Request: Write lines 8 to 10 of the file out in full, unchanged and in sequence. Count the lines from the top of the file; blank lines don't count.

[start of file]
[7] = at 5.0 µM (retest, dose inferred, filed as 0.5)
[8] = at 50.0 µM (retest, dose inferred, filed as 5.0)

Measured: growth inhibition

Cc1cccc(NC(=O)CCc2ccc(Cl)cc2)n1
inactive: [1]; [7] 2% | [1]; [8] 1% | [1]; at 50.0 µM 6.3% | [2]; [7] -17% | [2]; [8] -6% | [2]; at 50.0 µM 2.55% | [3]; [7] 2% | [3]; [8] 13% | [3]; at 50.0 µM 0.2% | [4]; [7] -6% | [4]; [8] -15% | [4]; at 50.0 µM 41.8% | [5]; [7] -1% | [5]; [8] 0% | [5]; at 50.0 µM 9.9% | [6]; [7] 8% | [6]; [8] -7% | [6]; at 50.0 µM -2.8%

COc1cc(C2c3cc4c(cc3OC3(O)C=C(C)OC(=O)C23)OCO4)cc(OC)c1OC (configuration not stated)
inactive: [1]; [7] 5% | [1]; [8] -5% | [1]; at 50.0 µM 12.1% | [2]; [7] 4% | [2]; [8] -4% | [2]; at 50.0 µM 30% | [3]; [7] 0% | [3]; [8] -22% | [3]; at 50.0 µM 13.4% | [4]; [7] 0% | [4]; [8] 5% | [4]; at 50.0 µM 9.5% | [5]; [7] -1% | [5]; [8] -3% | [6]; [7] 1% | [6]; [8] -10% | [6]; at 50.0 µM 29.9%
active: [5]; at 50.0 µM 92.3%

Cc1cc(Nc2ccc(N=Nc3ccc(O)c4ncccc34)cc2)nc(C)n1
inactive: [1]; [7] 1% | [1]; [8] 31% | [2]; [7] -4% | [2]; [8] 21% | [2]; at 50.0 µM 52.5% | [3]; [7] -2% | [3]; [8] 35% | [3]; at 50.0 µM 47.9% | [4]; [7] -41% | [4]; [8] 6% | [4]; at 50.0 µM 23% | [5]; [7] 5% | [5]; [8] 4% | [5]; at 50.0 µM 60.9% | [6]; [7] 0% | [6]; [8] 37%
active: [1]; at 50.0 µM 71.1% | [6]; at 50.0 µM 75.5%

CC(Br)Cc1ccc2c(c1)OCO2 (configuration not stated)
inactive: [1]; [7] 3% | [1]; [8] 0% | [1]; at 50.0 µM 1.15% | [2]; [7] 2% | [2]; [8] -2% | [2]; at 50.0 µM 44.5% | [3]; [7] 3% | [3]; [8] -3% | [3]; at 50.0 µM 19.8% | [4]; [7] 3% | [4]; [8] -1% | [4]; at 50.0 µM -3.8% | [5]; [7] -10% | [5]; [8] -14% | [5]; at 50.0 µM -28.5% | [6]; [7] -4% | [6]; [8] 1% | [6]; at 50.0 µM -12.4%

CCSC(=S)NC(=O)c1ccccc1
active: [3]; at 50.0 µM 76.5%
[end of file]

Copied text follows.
active: [5]; at 50.0 µM 92.3%

Cc1cc(Nc2ccc(N=Nc3ccc(O)c4ncccc34)cc2)nc(C)n1
inactive: [1]; [7] 1% | [1]; [8] 31% | [2]; [7] -4% | [2]; [8] 21% | [2]; at 50.0 µM 52.5% | [3]; [7] -2% | [3]; [8] 35% | [3]; at 50.0 µM 47.9% | [4]; [7] -41% | [4]; [8] 6% | [4]; at 50.0 µM 23% | [5]; [7] 5% | [5]; [8] 4% | [5]; at 50.0 µM 60.9% | [6]; [7] 0% | [6]; [8] 37%